I think it has been proven time and time again that poetry has the power to both liberated and in prison the human spirit. We primarily look at the arts as a way to excavate the deepest and most private parts of ourselves, which usually results in our freedom. I often remember Phllis Wheatley’s story as the primary example of how poetry can set you free. Phillis was an American Slave who won her freedom through the publishing of her poetry, which convinced many of her fans that a woman of her intellect was not fit for bondage. Her story convinces me that artistic representations of culture communicate humanity. On the other side of the coin, just last year, Muhammad Al Ajami was recently sentenced to life in prison for a poem he wrote against his government. These two examples communicate to me that poetry has the power to remove shackles and apply them.
From whom have you have learned the most secrets about music and poetry?
Aside from writing poetry, I also play the bass guitar, and noticed that my poetry has more rhythm since I started playing blues songs. Music with teach you about variation within rhythm, so I would say that the radio been the best teacher I’ve ever had. Without rhythm, people cannot follow poetry, and certainly cannot follow a song.
What are your hopes and fears for the future? What made you laugh and what touched (emotion) you?
That's probably the hardest question I have ever had to answer. I have about 10,005 hopes which buzz around my head all day like killer bees. One of my hopes is that I will eventually be able to write and teach poetry for a living. Right now, I primarily teach composition, which is essay writing at a few colleges and universities in Southern California. However, I went to school for six years to learn how to teach poetry, so the closer I get to being able to make that my vocational focus, the closer I draw to my destiny. I see so many people who have forfeited their dreams for prosperity, and I know they did that because they are responsible human beings. People have children, mortgages, car notes and other obligations that have to be met. Although I have a young growing family, I don't want to give up that goal or anything or anyone. But I will if I have to.
Which incident of your life you‘d like to be captured and illustrated in a graffiti painting?
Active poets, like active musicians, spend a lot of time on stage. And there is always a moment before a performance where there is a notion to turn around and walk out the door. I am usually able to overcome this temporary fear, but I know that there are other poets and musicians who do walk out the door. It would be great to draw a mural of an artist debating whether to go on the stage or succumb to the fear of performing.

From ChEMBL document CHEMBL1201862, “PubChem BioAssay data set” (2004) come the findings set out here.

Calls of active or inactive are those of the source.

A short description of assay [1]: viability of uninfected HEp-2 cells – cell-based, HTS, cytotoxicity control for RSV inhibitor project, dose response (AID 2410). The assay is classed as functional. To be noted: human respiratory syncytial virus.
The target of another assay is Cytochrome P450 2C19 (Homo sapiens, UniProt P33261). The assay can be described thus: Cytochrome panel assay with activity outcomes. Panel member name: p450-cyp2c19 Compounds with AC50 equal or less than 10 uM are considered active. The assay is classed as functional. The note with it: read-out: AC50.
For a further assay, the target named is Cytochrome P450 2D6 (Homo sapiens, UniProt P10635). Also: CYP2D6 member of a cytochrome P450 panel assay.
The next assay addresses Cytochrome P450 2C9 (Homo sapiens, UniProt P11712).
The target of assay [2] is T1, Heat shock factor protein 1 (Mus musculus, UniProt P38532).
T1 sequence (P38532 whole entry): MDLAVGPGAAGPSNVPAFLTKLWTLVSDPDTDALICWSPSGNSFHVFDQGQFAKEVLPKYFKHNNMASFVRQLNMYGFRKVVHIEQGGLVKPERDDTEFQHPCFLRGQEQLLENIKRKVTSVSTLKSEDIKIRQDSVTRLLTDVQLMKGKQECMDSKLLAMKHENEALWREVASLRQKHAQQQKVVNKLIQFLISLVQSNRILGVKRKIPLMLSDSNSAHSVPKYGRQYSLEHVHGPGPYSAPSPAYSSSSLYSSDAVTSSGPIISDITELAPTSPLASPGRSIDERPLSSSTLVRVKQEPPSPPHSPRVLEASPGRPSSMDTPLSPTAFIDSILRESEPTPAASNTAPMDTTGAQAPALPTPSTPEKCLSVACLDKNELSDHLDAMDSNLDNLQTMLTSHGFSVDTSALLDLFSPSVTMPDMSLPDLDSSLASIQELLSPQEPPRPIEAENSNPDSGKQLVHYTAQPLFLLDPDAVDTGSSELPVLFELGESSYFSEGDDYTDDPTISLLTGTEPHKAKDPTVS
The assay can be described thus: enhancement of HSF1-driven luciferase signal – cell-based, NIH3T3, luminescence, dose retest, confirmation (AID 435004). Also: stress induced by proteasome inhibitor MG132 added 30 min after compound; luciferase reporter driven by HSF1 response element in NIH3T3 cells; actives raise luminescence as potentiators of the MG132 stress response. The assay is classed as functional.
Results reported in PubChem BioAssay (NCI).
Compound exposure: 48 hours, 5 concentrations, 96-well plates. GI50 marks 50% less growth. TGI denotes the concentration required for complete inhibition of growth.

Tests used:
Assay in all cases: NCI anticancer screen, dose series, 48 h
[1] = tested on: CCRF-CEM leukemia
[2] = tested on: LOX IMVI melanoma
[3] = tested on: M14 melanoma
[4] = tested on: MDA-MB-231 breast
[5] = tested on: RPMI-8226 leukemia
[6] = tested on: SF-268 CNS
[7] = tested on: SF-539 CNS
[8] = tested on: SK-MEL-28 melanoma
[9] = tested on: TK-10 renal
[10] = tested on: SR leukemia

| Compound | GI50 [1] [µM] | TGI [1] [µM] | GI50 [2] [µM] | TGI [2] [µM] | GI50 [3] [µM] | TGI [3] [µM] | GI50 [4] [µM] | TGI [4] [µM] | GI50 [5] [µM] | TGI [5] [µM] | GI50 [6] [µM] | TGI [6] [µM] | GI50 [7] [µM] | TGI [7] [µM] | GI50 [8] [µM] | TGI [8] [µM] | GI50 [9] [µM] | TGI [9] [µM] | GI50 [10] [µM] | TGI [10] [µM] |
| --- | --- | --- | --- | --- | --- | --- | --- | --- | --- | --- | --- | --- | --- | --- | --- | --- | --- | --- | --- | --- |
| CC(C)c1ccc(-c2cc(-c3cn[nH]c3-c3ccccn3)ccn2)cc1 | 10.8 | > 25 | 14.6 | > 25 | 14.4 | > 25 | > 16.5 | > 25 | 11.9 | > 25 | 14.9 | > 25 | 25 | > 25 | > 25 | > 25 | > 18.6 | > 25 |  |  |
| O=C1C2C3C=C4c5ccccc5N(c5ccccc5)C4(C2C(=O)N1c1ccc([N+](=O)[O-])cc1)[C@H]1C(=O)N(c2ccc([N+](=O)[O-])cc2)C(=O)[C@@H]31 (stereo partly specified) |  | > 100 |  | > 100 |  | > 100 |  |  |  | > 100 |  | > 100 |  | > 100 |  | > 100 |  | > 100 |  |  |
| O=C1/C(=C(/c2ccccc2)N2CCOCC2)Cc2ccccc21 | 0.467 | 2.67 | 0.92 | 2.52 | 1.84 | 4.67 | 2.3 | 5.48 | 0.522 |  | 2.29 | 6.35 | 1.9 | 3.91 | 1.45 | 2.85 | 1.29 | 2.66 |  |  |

What is the best advice ever given you?
The best advice I was ever given was not actually something that was said to me directly. It was something that I was told in countless life narratives. Nelson Mandela, who was imprisoned for 27 years, used a poem to strengthen his spirit while enduring some of the harshest treatment any innocent man can endure. The poem, called Invictus, by William Ernest Hensley, supplied him with what he needed to live another day. “Out of the Night that covers me/ Black as the pit from pole to pole/ I thank whatever Gods may be/ for my unconquerable soul..” Poetry should be a tool that the human mind can use as motivation to continue on until brighter days are realized. The idea that a poem can be one of the elements used to sustain is a revolutionary thought to me. So Nelson Mandela taught me that I should write poems that kind of power.
Why did you think that Jazz and Blues continues to generate such a devoted following?
I believe that we are constantly trying to articulate things that are very simple. That articulation gives us the illusion that our ideas are more complex than they really are, but the reality is ideas, just like music, penetrate or repel us immediately. When I hear what I consider to be bad music, it only takes me about 2 seconds to identify sounds that repel me. When I hear music that that I consider to be good, I immediately react by turning it up listening more closely to what is being played. Jazz and blues continue to generate a devoted following simply because it sounds good. From a poetic standpoint, the complexity really begins when we have to rationalize lyrics that we don't agree with. At some point in our consciousness, we must wrestle with the notion of what sounds good versus what is good for us to hear. The famous Los Angeles poet Kamauu Daood said it best when he said, “Everything is Food.” Since we consume music like we consume bread, we must be mindful of what we take can.
"I currently live in south-central, and I hear so much of the regional ethnic lexicon in my work. I must also admit that this stage in my life has brought an interesting degree of suffering, which you would probably characterize as the blues."
Which of historical personalities would you like to meet?
Well, in my opinion, rappers are the most successful poets the world has ever seen. If I were to pick a famous poet to kick it with, it would be Busta Rhymes. Lyrically, the guy is outstanding. Especially the Extinction Level Event Album. Fire. I would also like to meet King David, who wrote the book of Psalms. I’ve never read an author so honest about his own vulnerability. It would be fun to have a 30 minute writing session with both of them at a Starbucks and see what comes out.